Making Cars Lighter

free essayPurpose. Ten years ago, Kleimann recalled Magic Nano, an air spray bathroom cleaner, because of consumers’ complaints concerning difficulties with breathing, which they alleged the product caused. A three-day public accessibility of the product resulted in about 100 cases of the acute reaction. The aerosol contained silicate nanoparticles. However, experts from the German Federal Institute for Risk Assessment (BfR), who investigated the case, diverted the public attention from the risks associated with nanotechnology by bungling the definition of a nanoparticle. Obviously, the commission breached articles 1, 3, 4, 5, and 6 of the Code of Ethics of Engineers.

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Problem. There is evidence that nanoparticles easily contaminate air; they can penetrate into the human body through the skin; they damage human’s lungs, liver, and brain. However, to meet the target that the government sets for the fuel consumption, BMW make some of its mass production cars lighter thanks to the extensive use of the carbon fiber reinforced composites in their production. Hence, official authorities must come up with effective incentives for engineers engaged in the PR campaigns in the field of the automotive industry in order to comply with the Code of Ethics of Engineers.
Scope. This paper limits the scope of reasoning to providing only examples. Modern cars not only have more efficient engines than its predecessors had but also are heavier than their ancestors were due to the added features in order to preserve or shorten the fuel consumption. However, the fact that currently, cars are responsible for 30% of all emissions in the developed world is going to influence this tendency drastically since people cannot get energy primarily from fossil fuels anymore.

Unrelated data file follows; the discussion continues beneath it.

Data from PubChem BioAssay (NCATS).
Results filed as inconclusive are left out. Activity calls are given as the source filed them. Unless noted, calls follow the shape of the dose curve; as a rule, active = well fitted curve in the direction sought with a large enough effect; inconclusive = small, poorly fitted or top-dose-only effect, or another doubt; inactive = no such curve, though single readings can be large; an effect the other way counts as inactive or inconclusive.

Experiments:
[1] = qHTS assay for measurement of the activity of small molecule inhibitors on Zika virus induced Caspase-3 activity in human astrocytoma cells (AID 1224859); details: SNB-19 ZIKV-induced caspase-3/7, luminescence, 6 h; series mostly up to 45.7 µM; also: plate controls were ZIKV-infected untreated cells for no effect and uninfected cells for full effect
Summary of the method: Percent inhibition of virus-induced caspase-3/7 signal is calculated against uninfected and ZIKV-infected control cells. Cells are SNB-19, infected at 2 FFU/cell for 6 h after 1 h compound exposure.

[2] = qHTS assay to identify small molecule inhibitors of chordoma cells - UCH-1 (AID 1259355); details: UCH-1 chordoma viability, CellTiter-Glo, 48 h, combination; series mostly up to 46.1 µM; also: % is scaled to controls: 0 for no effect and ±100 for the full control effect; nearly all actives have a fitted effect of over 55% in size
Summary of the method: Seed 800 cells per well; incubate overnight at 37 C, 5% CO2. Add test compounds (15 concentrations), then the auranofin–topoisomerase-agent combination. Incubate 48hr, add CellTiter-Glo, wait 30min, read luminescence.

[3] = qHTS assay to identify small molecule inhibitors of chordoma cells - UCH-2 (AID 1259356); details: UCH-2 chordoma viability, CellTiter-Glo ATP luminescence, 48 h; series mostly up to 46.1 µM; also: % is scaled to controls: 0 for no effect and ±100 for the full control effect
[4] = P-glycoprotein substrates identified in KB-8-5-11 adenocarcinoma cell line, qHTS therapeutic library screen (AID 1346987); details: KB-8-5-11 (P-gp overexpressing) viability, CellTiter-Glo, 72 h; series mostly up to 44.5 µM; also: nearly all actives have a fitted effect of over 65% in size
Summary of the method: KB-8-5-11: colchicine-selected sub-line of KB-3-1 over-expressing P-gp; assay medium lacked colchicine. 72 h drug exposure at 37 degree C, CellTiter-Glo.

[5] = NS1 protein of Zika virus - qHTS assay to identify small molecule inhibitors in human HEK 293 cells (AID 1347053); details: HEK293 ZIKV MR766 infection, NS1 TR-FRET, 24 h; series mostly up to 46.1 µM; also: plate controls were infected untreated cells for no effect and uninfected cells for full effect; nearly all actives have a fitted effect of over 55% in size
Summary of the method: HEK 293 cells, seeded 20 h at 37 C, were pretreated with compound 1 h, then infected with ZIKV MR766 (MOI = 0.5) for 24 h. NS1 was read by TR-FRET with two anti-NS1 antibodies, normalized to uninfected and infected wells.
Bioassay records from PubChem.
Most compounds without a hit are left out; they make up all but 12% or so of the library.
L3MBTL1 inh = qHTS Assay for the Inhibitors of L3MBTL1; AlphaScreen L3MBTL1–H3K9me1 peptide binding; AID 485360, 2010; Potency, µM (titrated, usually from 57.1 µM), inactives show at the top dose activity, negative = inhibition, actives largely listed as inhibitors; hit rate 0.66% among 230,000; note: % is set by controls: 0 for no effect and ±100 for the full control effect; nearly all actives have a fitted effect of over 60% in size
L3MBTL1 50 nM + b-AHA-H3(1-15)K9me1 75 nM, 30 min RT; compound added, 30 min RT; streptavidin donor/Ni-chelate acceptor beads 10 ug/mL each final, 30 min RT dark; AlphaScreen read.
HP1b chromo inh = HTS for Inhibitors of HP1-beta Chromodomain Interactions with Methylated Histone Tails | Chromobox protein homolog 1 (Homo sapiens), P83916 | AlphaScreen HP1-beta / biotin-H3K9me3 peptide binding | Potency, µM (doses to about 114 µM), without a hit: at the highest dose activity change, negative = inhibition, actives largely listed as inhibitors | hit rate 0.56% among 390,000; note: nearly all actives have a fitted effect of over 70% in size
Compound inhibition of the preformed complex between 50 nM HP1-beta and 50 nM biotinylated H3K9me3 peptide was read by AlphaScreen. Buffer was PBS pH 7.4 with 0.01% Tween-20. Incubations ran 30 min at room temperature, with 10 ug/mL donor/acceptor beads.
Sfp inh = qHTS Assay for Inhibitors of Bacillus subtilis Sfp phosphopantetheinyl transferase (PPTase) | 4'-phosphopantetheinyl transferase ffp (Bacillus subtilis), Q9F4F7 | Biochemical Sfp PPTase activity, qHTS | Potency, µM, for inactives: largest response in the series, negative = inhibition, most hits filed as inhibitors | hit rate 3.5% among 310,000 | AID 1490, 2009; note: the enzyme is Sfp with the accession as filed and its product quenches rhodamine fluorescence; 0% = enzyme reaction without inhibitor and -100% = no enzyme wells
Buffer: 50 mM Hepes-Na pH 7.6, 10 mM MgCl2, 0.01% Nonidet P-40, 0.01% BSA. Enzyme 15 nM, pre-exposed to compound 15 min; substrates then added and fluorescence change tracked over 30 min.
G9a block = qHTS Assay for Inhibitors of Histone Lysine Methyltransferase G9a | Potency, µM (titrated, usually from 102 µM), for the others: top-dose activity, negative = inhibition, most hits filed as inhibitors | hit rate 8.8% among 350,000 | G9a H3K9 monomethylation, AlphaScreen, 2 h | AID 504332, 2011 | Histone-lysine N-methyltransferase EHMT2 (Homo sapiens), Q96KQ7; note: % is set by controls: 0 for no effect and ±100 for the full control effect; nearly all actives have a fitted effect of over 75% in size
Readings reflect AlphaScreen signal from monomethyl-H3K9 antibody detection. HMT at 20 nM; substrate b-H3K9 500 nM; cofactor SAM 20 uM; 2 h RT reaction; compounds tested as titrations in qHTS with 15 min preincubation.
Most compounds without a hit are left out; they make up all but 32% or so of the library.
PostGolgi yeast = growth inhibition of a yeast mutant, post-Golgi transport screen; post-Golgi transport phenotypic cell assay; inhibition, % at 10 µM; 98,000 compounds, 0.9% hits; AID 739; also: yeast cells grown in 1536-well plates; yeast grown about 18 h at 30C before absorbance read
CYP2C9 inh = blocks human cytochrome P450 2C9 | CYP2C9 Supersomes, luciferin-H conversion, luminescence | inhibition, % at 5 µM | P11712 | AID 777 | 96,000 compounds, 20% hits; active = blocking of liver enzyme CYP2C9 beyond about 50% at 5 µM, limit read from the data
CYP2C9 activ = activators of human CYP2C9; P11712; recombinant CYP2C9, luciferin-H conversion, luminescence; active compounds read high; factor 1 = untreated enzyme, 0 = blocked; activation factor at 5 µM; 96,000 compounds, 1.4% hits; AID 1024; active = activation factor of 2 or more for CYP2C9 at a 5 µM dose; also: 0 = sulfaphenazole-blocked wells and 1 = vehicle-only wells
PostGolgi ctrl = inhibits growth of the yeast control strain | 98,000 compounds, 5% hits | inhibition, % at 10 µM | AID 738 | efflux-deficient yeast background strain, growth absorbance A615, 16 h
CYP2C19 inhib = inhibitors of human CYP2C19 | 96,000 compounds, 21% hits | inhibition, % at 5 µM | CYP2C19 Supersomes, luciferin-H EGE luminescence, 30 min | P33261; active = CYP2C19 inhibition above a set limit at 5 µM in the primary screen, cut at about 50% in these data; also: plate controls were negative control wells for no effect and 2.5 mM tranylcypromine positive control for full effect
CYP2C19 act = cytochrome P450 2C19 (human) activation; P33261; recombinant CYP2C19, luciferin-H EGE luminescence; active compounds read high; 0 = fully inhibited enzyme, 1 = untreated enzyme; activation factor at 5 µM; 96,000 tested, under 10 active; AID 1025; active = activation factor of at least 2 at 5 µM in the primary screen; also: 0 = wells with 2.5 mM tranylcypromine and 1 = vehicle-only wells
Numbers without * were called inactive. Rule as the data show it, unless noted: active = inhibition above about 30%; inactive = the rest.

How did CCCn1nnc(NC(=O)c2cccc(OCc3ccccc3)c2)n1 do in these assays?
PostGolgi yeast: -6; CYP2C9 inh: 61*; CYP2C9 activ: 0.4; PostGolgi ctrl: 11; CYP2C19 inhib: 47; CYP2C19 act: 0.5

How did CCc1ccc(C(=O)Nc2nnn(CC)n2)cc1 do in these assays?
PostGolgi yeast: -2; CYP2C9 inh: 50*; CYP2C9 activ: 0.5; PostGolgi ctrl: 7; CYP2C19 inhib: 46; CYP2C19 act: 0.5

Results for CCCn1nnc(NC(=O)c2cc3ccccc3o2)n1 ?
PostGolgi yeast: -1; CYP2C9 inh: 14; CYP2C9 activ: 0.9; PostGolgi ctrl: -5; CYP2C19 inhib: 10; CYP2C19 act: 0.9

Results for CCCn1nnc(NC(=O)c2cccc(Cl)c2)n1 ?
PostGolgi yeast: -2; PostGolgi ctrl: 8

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Theory. Before consuming the energy, the humankind converts it for several times in a row from one form to another. The energy people get prior to conducting any power transformation is called the primary one. There are eight sources of the power that the humanity uses today. They are fossil fuels, nuclear power, solar energy, winds, ocean waves, moving water, thermal energy stored in the interior of the Earth, and biomass. However, the amount of primary energy received from fossil fuels is, at least, ten times larger than the one provided by any other sources. Such pattern of sourcing energy results in the accumulation of carbon dioxide in the atmosphere of the planet. Unfortunately, in the past, industrial activities of the developed countries gave rise to emitting such a huge amount of this gas that today, any similar activities of developing countries will cause irreversible changes in the climate unless people do not take care of this matter within a decade. Remedial measures could presuppose either the development of large-scale technology to subtract carbon from the atmosphere with subsequent its storage or the switch to the new main source of primary energy. However, storing massive amounts of carbon dioxide is extremely challenging due to the following reasons. A leakage of the stored gas from the underground is dangerous for human lives; moreover, such a quantity of this substance in the oceans can cause the disappearance of fish (see Appendix A). However, the recent creation of the first porous liquid brings hope for the breakthrough in this field. Specifically, the value of this liquid for handling the climate change consists in its ability to dissolve abnormally large quantities of carbon dioxide in its pores. Placing such a substance on the top of a factory chimney can prevent the carbon dioxide from reaching the atmosphere and results in the storage of the otherwise emitted greenhouse gas. As for switching to a new type of primary energy, only nuclear power and solar energy have the potential to become the main source. Although solar energy is the richest power mine, it is available only during the day time. To use it as the main source of primary energy, humankind needs to develop and industrially master the affordable technology of the large-scale energy storage. One cannot take advantage of photovoltaic technologies in this case since they assume the use of noble metals, which are too expensive for such a widespread usage. Unfortunately, other existing scientific know-hows for the power storage do not fit the scale of the problem. However, nature suggests that chemical bonds are the proper place to store energy got from the Sun thanks to the following. Annually, the photosynthesis reaction that occurs in organisms provides storage in the amount that exceeds all human needs in energy by several times. This input holds out hope for a breakthrough in this direction. As for the nuclear power, people cannot afford to construct a sufficient number of breeder reactors due to the threat from Islamic terrorists who protect the interests of Saudi Arabia, which is one of the largest oil and gas exporters as for today. Another option in this direction presupposes the construction of a reactor that will produce energy thanks to the reaction of nuclear fusion. However, the pattern of financing the research of this matter does not fit the time constraint imposed by the imminent global irreversible change in climate. Hence, humankind needs time and finances to escape the global change. International negotiations between developing world and rich nations should regard limiting the emissions on the part of the former aimed at proving the global society with these resources. Unfortunately, developed states are hesitant to provide poor nations with required funds due to concerns of their ultimate use. As for the developing countries, they are reluctant to accept emission quotas since they believe that the developed world has to bear the main burden of handling the climate change issue. However, experts suggest that focusing on the principle of the fair access to sustainable development could resolve the issues mentioned above. Such a focus implies linking the infrastructure improvement in the rich world with adopting the latest technologies on the part of the developing countries. Besides, it assumes delegation of decision-making to people with knowledge concerning the main drivers of the emissions on the local scale. Obviously, the fuel that cars consume is among such drivers. One way to reduce the amount of carbon dioxide that cars emit without compromising the quality of a human life demands to switch to hybrid cars. In addition to a gasoline engine, such vehicles have an electric one. The latter replaces the former during the slow motion or small acceleration. A driver often experiences these conditions since they depend on the traffic congestion. Besides, the electric engine helps the gasoline one in times of heavy loads, for example, the one that occurs while climbing a steep slope. Moreover, while lowering the vehicle speed, a part of its kinetic energy converts in the one stored in the battery of the electric engine. This feature satisfies all needs in energy on the part of the electric motor battery. The technology allows spending only one gallon of fuel per 28 miles of travel. However, such a performance is far poorer than 55 miles per gallon that the authorities in the developed world set as a target for 2025. Nevertheless, one can reach 100 miles per gallon by installing the plug-in conversion system. Unfortunately, in this case, the driver has to recharge the motor battery from time to time. However, the plug-in hybrid allows traveling at high speeds exclusively in the electric mode. Such a feature is valuable for those who frequently take a superhighway travel. Since additional engine increases the vehicle weight drastically, making cars lighter has a value. Besides, this innovation is going to cut the emissions further since a lighter car has smaller kinetic energy, with other parameters being equal. Mechanical properties of the carbon fiber reinforced polymers (CFRPs) better suit the requirements of the massive parts of a vehicle than the ones made of ordinary metals. Besides, CFRPs are much lighter than ordinary metals (see Appendix B). Hence, the replacement of the latter with the former gives rise to the production of a much safer and lighter car.